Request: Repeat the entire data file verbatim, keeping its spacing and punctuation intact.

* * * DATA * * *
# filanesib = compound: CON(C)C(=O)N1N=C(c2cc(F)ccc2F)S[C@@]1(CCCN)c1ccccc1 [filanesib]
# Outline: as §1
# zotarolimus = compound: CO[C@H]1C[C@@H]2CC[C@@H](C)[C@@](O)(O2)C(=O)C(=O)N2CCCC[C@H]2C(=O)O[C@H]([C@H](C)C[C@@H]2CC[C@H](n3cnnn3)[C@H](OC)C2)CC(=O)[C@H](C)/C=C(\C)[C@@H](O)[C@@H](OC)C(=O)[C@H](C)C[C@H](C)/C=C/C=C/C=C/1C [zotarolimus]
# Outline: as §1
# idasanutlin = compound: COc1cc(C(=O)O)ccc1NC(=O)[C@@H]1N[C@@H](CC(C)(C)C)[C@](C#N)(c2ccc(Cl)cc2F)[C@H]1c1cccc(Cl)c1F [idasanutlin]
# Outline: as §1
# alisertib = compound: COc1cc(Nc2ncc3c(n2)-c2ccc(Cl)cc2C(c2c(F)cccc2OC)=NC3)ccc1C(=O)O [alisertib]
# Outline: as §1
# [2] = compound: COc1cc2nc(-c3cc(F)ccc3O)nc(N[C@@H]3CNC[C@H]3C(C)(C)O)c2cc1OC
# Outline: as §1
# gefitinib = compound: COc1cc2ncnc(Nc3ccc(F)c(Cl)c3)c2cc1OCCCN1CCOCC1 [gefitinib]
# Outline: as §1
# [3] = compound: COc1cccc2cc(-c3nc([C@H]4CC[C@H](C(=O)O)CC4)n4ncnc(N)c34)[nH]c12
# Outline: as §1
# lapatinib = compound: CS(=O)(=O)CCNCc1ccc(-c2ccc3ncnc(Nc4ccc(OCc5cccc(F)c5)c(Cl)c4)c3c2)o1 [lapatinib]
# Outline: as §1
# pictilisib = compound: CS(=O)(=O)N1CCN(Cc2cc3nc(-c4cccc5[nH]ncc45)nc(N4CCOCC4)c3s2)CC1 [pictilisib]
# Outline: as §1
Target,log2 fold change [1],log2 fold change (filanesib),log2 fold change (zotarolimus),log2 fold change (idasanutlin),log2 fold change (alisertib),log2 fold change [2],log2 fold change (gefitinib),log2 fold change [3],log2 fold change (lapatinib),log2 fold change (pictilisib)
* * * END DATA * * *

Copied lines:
# filanesib = compound: CON(C)C(=O)N1N=C(c2cc(F)ccc2F)S[C@@]1(CCCN)c1ccccc1 [filanesib]
# Outline: as §1
# zotarolimus = compound: CO[C@H]1C[C@@H]2CC[C@@H](C)[C@@](O)(O2)C(=O)C(=O)N2CCCC[C@H]2C(=O)O[C@H]([C@H](C)C[C@@H]2CC[C@H](n3cnnn3)[C@H](OC)C2)CC(=O)[C@H](C)/C=C(\C)[C@@H](O)[C@@H](OC)C(=O)[C@H](C)C[C@H](C)/C=C/C=C/C=C/1C [zotarolimus]
# Outline: as §1
# idasanutlin = compound: COc1cc(C(=O)O)ccc1NC(=O)[C@@H]1N[C@@H](CC(C)(C)C)[C@](C#N)(c2ccc(Cl)cc2F)[C@H]1c1cccc(Cl)c1F [idasanutlin]
# Outline: as §1
# alisertib = compound: COc1cc(Nc2ncc3c(n2)-c2ccc(Cl)cc2C(c2c(F)cccc2OC)=NC3)ccc1C(=O)O [alisertib]
# Outline: as §1
# [2] = compound: COc1cc2nc(-c3cc(F)ccc3O)nc(N[C@@H]3CNC[C@H]3C(C)(C)O)c2cc1OC
# Outline: as §1
# gefitinib = compound: COc1cc2ncnc(Nc3ccc(F)c(Cl)c3)c2cc1OCCCN1CCOCC1 [gefitinib]
# Outline: as §1
# [3] = compound: COc1cccc2cc(-c3nc([C@H]4CC[C@H](C(=O)O)CC4)n4ncnc(N)c34)[nH]c12
# Outline: as §1
# lapatinib = compound: CS(=O)(=O)CCNCc1ccc(-c2ccc3ncnc(Nc4ccc(OCc5cccc(F)c5)c(Cl)c4)c3c2)o1 [lapatinib]
# Outline: as §1
# pictilisib = compound: CS(=O)(=O)N1CCN(Cc2cc3nc(-c4cccc5[nH]ncc45)nc(N4CCOCC4)c3s2)CC1 [pictilisib]
# Outline: as §1
Target,log2 fold change [1],log2 fold change (filanesib),log2 fold change (zotarolimus),log2 fold change (idasanutlin),log2 fold change (alisertib),log2 fold change [2],log2 fold change (gefitinib),log2 fold change [3],log2 fold change (lapatinib),log2 fold change (pictilisib)